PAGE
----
Bloomberg calculate a number of indicative yields for government bonds at different maturities. For Ireland they currently provide 1-year, 2-year, 3-year, 5-year and 8-year yields. The yield curve is upward sloping with the following yields (as of 15:45)
- 1 year: 1.91%
- 2 year: 2.74%
- 3 year: 3.73%
- 5 year: 5.38%
- 8 year: 6.04%
Over the past month or so there has been a contrast in performance between those at the shorter end of the range (less than three years) and longer maturities. This chart from Bloomberg compares the performance of the 2-year and 8-year yield relative to their positions 3 months ago.
Both series dropped in the aftermath of the EU leaders summit of the 29th of June but since them the 8-year yield has been largely unchanged while the two year yield has continued to drop. On the third of July the 8-year yield finished at 6.15%, only 11 basis points above where it is now. On the same day the 2-year yield finished at 5.01% and has since fallen by 227 basis points.
A look at the 3-year yield suggests that rates at back to somewhere near what could be considered “pre-crisis” levels (though there is an entirely different interest rate environment now).
The three-year yield is based on a bond that matures in February 2015 and this is well outside the window of the EU/IMF funding programme. Here are the three-year yields for most eurozone countries.
- Greece 124.4%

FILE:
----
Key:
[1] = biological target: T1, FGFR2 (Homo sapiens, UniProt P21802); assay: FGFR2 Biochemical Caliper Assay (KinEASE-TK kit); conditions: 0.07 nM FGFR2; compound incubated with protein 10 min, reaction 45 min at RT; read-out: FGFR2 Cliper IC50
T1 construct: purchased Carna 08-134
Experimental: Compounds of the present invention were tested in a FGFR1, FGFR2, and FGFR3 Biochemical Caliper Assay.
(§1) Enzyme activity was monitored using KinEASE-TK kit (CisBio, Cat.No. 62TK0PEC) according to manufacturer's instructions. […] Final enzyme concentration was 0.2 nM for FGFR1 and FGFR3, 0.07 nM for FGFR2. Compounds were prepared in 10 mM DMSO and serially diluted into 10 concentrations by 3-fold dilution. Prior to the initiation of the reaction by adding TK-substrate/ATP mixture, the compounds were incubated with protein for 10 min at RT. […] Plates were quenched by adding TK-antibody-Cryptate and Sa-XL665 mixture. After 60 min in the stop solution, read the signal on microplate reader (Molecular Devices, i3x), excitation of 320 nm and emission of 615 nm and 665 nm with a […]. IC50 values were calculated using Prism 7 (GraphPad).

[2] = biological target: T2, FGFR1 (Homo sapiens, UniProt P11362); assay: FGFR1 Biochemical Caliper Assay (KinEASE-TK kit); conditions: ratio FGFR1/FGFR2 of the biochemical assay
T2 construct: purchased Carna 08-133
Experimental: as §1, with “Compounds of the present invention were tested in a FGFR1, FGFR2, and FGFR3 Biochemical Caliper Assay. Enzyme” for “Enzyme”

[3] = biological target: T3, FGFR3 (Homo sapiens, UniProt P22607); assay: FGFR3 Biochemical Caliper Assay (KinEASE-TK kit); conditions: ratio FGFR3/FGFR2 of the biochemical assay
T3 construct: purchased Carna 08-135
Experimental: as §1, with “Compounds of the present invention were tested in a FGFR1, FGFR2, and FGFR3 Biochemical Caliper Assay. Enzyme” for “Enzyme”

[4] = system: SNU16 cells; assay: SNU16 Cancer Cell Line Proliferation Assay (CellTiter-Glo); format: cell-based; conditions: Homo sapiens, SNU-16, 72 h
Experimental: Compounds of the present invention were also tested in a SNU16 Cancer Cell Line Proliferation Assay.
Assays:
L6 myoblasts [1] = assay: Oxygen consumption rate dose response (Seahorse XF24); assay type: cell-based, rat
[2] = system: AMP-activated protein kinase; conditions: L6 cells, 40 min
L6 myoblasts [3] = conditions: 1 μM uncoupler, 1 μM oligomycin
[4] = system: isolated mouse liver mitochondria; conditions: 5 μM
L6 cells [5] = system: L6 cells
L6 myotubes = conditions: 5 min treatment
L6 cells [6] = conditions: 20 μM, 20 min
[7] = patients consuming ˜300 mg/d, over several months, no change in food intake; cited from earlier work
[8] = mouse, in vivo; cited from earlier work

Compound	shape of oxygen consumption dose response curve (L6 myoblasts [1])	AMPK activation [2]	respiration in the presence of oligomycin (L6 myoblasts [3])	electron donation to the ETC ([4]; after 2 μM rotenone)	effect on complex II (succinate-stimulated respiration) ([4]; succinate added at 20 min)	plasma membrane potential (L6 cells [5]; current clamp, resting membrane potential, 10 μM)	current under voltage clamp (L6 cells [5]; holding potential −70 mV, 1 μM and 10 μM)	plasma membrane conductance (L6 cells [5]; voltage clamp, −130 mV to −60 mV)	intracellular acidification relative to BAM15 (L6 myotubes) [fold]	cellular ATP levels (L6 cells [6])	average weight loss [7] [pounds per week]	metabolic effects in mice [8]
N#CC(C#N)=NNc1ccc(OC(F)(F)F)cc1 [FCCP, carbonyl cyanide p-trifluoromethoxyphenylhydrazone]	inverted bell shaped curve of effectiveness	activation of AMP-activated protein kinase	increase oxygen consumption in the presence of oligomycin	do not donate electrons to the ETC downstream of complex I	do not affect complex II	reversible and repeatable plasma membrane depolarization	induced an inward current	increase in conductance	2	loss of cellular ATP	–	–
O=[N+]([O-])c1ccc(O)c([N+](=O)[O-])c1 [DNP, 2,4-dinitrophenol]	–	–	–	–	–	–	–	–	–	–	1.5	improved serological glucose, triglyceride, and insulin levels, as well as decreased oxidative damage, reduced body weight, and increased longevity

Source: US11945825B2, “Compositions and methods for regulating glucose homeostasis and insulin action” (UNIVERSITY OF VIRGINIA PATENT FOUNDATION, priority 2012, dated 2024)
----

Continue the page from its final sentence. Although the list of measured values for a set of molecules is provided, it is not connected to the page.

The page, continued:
- Portugal 6.70%
- Spain 4.97%
- Italy 4.14%
- Ireland 3.73%
- Belgium 0.69%
- France 0.26%
- Austria 0.23%
- Netherlands 0.11%
- Finland 0.08%
- Germany 0.02%
Ireland is firmly rooted in the first group but now has lower yields than both Spain and Italy, neither of which is in a bailout. The differential between Ireland and Italy was covered in this recent piece on Bloomberg.
Irish Yields Fall Below Italy’s Ignoring Deficit: Euro Credit
By Gregory Viscusi - Jul 25, 2012
Ireland has been functioning thanks to rescue loans since 2010. The government has nationalized five banks and the country’s budget deficit will exceed 8 percent of output this year, European Union forecasts show.
In Italy, the budget shortfall will be 2 percent, less than the EU ceiling of 3 percent of the gross domestic product, and it hasn’t had to bail out its banks. Even with this economic backdrop, bond markets show investors have more confidence in Ireland than Italy.
Ireland has borrowed at preferential rates from its EU partners for the past 20 months, and market prices don’t reflect what it would pay if, like Italy, it had to fund itself in markets, said Guillaume Menuet, head of western European economic research at Citigroup Inc. in London.
Irish rates have fallen below those of Italy across much of the yield curve for the first time since 2009.
“Italy is getting the full brunt of contagion from Spain, and the markets are all playing the game of ‘who’s next?’,” said Cyril Regnat, a fixed-income strategist at Natixis in Paris. “Ireland has benefited from a positive news flow recently, but you still have to consider that markets are being a bit abnormal.”
There are lots of things that have been “abnormal” in the past few years.Tweet